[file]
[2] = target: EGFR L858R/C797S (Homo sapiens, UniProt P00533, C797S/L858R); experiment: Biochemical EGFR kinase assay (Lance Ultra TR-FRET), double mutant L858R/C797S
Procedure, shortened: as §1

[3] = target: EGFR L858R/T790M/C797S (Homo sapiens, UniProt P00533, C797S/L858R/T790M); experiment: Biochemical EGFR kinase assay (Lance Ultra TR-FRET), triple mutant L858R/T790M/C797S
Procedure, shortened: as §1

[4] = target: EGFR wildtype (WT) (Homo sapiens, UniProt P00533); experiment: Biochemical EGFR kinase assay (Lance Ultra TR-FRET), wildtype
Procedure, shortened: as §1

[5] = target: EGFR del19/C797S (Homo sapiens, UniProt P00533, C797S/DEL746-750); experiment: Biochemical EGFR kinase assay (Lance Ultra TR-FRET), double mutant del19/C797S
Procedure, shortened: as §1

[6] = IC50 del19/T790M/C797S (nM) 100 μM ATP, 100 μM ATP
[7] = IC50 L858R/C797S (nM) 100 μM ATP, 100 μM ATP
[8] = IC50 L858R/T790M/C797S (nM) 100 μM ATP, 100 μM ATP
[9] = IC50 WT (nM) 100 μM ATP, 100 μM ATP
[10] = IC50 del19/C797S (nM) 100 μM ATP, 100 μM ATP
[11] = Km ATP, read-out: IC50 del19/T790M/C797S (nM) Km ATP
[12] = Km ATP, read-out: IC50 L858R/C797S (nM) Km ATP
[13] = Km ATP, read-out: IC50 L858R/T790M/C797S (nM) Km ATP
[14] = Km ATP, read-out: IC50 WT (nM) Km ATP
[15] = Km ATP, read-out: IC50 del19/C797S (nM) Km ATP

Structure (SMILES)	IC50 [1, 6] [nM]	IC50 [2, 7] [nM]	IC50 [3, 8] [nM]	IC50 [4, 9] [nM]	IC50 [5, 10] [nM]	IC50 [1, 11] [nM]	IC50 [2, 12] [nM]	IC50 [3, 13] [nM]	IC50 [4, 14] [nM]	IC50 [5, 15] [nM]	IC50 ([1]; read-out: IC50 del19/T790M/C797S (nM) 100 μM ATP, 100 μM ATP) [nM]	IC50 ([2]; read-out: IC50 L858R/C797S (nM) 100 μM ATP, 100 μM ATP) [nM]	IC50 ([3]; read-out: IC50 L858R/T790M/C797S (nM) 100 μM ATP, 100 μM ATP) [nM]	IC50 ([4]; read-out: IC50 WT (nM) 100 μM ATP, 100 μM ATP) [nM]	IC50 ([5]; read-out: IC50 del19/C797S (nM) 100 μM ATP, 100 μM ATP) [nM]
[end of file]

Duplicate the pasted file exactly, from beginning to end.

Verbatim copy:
[2] = target: EGFR L858R/C797S (Homo sapiens, UniProt P00533, C797S/L858R); experiment: Biochemical EGFR kinase assay (Lance Ultra TR-FRET), double mutant L858R/C797S
Procedure, shortened: as §1

[3] = target: EGFR L858R/T790M/C797S (Homo sapiens, UniProt P00533, C797S/L858R/T790M); experiment: Biochemical EGFR kinase assay (Lance Ultra TR-FRET), triple mutant L858R/T790M/C797S
Procedure, shortened: as §1

[4] = target: EGFR wildtype (WT) (Homo sapiens, UniProt P00533); experiment: Biochemical EGFR kinase assay (Lance Ultra TR-FRET), wildtype
Procedure, shortened: as §1

[5] = target: EGFR del19/C797S (Homo sapiens, UniProt P00533, C797S/DEL746-750); experiment: Biochemical EGFR kinase assay (Lance Ultra TR-FRET), double mutant del19/C797S
Procedure, shortened: as §1

[6] = IC50 del19/T790M/C797S (nM) 100 μM ATP, 100 μM ATP
[7] = IC50 L858R/C797S (nM) 100 μM ATP, 100 μM ATP
[8] = IC50 L858R/T790M/C797S (nM) 100 μM ATP, 100 μM ATP
[9] = IC50 WT (nM) 100 μM ATP, 100 μM ATP
[10] = IC50 del19/C797S (nM) 100 μM ATP, 100 μM ATP
[11] = Km ATP, read-out: IC50 del19/T790M/C797S (nM) Km ATP
[12] = Km ATP, read-out: IC50 L858R/C797S (nM) Km ATP
[13] = Km ATP, read-out: IC50 L858R/T790M/C797S (nM) Km ATP
[14] = Km ATP, read-out: IC50 WT (nM) Km ATP
[15] = Km ATP, read-out: IC50 del19/C797S (nM) Km ATP

Structure (SMILES)	IC50 [1, 6] [nM]	IC50 [2, 7] [nM]	IC50 [3, 8] [nM]	IC50 [4, 9] [nM]	IC50 [5, 10] [nM]	IC50 [1, 11] [nM]	IC50 [2, 12] [nM]	IC50 [3, 13] [nM]	IC50 [4, 14] [nM]	IC50 [5, 15] [nM]	IC50 ([1]; read-out: IC50 del19/T790M/C797S (nM) 100 μM ATP, 100 μM ATP) [nM]	IC50 ([2]; read-out: IC50 L858R/C797S (nM) 100 μM ATP, 100 μM ATP) [nM]	IC50 ([3]; read-out: IC50 L858R/T790M/C797S (nM) 100 μM ATP, 100 μM ATP) [nM]	IC50 ([4]; read-out: IC50 WT (nM) 100 μM ATP, 100 μM ATP) [nM]	IC50 ([5]; read-out: IC50 del19/C797S (nM) 100 μM ATP, 100 μM ATP) [nM]